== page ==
A few days ago, I came across an article that, more or less, said to shut up about how much work you do. To stop talking about and telling people how hard you're working or how much you're hustling. Everyone's hustling, so, according to this article, you don't need to tell people you are. That was the gist.
I think that is absurd for several reasons, but I can understand where the writer was coming from.
If you want to get ahead, particularly as a young adult, you have to put in the extra work to get yourself there. You're not going to rise above average or surpass so many other capable people if you're just working for the weekend. It's called “extra” work because it's more than normal. If you work a 40-hour week, and then give extra outside the office, so to speak, you're standing out because not everyone chooses to do that.
The point brought up by all this is the illusion that everyone's putting in 60-hour workweeks and still thinking about progress during the other 108 hours in the week. That's just not true.
As an example, I'm a young 20-something. The vast majority of those I went to school and also worked with are not spending much additional time and effort to take themselves further. The majority are working hard during their shifts, and that's all. And there's nothing wrong with this; that's just how it is.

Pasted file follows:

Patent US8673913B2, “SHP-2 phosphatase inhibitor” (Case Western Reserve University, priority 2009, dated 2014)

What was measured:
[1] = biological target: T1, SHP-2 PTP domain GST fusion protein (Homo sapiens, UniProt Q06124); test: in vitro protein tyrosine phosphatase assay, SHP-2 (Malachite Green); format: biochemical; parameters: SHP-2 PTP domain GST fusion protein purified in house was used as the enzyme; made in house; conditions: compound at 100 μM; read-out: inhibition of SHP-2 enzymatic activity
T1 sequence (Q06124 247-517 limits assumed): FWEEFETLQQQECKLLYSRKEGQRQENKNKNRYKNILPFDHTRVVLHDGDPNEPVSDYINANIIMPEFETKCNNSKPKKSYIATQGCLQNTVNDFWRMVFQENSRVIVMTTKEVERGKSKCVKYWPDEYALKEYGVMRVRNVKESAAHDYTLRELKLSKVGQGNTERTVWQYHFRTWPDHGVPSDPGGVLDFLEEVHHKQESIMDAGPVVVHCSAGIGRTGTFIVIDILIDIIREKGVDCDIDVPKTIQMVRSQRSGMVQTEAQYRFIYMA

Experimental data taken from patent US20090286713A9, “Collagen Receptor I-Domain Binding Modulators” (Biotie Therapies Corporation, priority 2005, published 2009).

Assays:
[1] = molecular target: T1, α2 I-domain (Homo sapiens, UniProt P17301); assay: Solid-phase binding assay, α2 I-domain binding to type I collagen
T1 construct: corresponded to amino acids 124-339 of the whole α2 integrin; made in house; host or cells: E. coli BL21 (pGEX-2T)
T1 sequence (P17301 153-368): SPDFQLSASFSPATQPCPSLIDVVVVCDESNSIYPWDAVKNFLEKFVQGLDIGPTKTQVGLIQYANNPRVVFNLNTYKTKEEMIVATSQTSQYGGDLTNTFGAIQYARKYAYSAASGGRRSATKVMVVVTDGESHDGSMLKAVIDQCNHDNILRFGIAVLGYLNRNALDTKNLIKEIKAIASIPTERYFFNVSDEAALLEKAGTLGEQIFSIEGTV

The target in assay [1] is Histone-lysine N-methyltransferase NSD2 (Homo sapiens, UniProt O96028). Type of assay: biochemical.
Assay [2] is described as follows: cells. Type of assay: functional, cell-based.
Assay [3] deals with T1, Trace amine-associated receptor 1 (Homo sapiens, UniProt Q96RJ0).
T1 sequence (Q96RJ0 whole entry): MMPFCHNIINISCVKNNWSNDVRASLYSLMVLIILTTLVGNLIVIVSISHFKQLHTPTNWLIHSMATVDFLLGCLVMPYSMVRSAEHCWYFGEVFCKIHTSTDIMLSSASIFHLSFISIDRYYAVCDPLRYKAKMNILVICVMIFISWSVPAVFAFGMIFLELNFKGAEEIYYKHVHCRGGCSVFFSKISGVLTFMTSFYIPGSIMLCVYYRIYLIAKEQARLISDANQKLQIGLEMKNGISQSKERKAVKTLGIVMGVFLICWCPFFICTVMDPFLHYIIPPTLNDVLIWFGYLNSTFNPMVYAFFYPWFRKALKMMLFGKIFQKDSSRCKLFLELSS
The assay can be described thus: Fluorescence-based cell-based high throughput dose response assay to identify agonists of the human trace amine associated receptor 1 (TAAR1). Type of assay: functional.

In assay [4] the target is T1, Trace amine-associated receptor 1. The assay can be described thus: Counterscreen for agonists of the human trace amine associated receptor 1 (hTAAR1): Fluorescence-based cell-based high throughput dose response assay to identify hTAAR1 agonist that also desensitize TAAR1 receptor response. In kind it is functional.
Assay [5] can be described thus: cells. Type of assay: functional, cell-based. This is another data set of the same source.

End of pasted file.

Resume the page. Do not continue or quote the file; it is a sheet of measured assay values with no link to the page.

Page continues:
I think the article about everyone hustling brings up a few good points, though. It is easier now than ever to get ahead. And because people aren't constricted by mobility these days, the select few doing everything in their power to get ahead are able to find others trying to do the same and foster a community of extra effort. The thing is, these are the people we see every day, everywhere. They're a small percentage of the population, but they're doing the majority of the work.
I've heard the situation put this way before. There are “employees” and there are “business owners.” Employees may work hard, but they're always looking for comfort. This typically involves a steady job, inflationary pay raises, a strong work-life balance and generally feeling comfortable both at work and home. These are all enjoyable things!
On the other hand, business owners are content but never satisfied. They typically neglect work-life balance in an effort to constantly be improving and tend to live with a lot of risk. If you look around, you'll see that most people are “employees.” But the leaders, the people you listen to, see at every community event, watch on TV, whose brands you recognize, etc. are all “business owners.” To take the illustration literally, the business owners are the ones creating jobs and opportunities for employees.
What really irked me about that article on why you shouldn't be telling people you're hustling to get ahead is that most people aren't trying to do that. It's mostly the “business owners,” who you see everywhere because they're giving all the extra effort. It's not that everyone's doing it; it's that you only ever hear from the people who are!
I'm a huge fan of going the extra mile and for telling as many people about it as possible. Once you verbalize what you're doing to someone else, you've established accountability to follow through with what you said. You need to make what you're doing as public as possible if you want to grow, otherwise no one will know about you and the rich value you can bring to the table.
Originally published on Kenneth's personal blog Kennetic Expression, and can be found here.